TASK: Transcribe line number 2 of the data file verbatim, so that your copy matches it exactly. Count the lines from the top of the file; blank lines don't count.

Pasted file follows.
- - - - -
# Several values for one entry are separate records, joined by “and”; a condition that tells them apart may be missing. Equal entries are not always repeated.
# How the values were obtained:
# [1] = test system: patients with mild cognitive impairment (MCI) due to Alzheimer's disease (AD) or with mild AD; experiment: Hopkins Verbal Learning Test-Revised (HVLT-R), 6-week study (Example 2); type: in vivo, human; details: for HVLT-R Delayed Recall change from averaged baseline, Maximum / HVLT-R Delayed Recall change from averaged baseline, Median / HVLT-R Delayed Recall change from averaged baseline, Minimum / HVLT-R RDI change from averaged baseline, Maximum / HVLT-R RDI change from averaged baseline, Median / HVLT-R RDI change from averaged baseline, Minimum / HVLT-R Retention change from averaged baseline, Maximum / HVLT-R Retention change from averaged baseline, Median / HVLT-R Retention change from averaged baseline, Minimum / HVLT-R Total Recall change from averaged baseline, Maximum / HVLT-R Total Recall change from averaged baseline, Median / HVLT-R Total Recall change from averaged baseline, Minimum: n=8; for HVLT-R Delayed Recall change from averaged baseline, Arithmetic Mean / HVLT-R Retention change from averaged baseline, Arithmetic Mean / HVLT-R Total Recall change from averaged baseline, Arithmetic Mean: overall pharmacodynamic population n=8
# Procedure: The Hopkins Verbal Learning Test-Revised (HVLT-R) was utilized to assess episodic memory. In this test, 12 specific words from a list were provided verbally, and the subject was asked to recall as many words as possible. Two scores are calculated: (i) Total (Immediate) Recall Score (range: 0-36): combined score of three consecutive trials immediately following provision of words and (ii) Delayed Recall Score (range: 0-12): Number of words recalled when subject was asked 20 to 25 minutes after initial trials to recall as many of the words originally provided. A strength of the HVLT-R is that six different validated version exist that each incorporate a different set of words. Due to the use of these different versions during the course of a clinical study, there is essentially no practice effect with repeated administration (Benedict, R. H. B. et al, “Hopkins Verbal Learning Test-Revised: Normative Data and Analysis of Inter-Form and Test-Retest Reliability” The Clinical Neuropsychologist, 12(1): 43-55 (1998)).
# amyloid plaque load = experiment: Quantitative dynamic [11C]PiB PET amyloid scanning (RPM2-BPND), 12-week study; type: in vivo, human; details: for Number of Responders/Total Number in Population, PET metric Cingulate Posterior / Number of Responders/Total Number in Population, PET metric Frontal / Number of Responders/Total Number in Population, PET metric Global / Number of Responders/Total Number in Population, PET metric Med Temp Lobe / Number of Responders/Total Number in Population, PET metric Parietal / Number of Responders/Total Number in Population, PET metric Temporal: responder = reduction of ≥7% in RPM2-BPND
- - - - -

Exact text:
# How the values were obtained: